March 6, 2020

Despite it being 24 years, the spectre of the Max Cavalera’s acrimonious departure from Brazillian pioneers Sepultura still hangs thick. Even practically on the eve of the release of their new album there was yet another spat based on an interview that vocalist Derrick Green gave recently, a positive comment nicely stirred up and twisted.

Among the mud slinging, the Cavaleras are doing their own thing and Sepultura are doing theirs. And what can be forgotten all too easily is following a schism that happened all those years ago, Sepultura has released some great albums. Some fucking great albums in fact. And Quadra – their 15th album – is something of a masterpiece.

Sepultura is a band that has never stopped moving forward and evolving and that was true, that refusal just to turn out any old tat under their name has been admirable and 2017’s Machine Messiah was something of a prog infused throwdown. Bristling with adrenaline and creativity, it had a confidence and a rocket attached to its rear end; an album which felt like a new arrival and it hustled into the school yard to show the young pups how it was done. Machine Messiah may have been ‘one more’ in a long and varied discography but it was not just a Sepultura record in the sense that it was not about formula and that this band still had a lot to give.

And new album Quadra does indeed build on that and ensures that the quality is maintained to create a soundscape that, yes is face melting but is wrapped around intricacy that delivers a record that will have listeners fishing around for new detail in years to come.

Guitarist Andreas Kisser seems to be on a mission, there are some inspired leads and as a musician has always aimed at precision and knocking it out of the park when it comes to playing; but Quadra is top to bottom a barrage of great playing and it is impossible to knock Eloy Casgrande’s drum work either. And then there is Derrick Green, a vocalist that has made Sepultura is home and deserves to be in front of that mic stand. And at second track Means To An End, all of this comes together, those wild leads, fluid drums and Green that barks out an ear worm of a chorus. And Quadra is ram packed with those moments whether it is the ram raid thrash on Last Time; Capital Enslavement’s “warring angel” violins wrapped around tribal drums and even instrumental The Pentagram shows a fluid experimental edge while Kisser shows even more of what he can do with a guitar.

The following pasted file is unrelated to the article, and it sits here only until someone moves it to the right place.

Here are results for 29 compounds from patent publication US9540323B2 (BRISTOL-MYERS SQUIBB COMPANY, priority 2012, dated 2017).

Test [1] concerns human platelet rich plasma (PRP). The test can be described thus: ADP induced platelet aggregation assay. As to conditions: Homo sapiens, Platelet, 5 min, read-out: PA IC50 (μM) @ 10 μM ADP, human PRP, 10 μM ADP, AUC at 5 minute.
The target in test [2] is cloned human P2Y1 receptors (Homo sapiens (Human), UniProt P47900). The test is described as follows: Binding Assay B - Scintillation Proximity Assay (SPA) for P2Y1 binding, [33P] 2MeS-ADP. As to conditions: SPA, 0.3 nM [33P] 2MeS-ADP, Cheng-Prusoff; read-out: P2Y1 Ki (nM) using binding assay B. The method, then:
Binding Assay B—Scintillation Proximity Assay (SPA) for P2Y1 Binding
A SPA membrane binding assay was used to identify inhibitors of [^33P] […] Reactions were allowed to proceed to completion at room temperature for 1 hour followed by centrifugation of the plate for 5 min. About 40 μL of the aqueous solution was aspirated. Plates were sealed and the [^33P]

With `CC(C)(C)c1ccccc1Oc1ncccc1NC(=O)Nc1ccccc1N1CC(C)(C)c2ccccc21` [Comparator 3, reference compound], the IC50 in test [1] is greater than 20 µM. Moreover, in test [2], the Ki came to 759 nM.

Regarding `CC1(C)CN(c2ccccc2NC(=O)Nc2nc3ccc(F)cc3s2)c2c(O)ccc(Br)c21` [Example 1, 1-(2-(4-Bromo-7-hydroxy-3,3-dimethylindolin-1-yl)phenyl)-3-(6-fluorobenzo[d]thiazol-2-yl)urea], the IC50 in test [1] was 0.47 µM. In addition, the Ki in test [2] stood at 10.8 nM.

What Quadra does, it puts on a display, there is no window dressing her, even in a heavy genre there can really be no limits what can be achieved when it comes to experimentation and adding depth and texture; Sepultura appear fearless in their approach to their core sound and building around it to make music that is both brutal but engaging and the lack of compromise kicks up the dust to make both and thrilling and thoroughly enjoyable ride through Sepultura’s world. With the record being set around a concept, there is even more engagement where listeners are being asked to dig deep and be immersed into their stratosphere.

It is sad that modern day Sepultura is still measured to their early days. The band has not forgot where it came from and always took their responsibility of being trailblazers seriously enough to produce albums worth remembering and holding on to. While their journey has not been an easy one it has been interesting and the ‘never give in’ attitude has always stood out in their material but is stronger than ever in both Machine Messiah and definitely in Quadra – two releases that definitely have ‘inspired’ through their core, Sepultura truly has surpassed itself in delivering an album that they should be well and truly proud to have their name attached to.

Awesome stuff.

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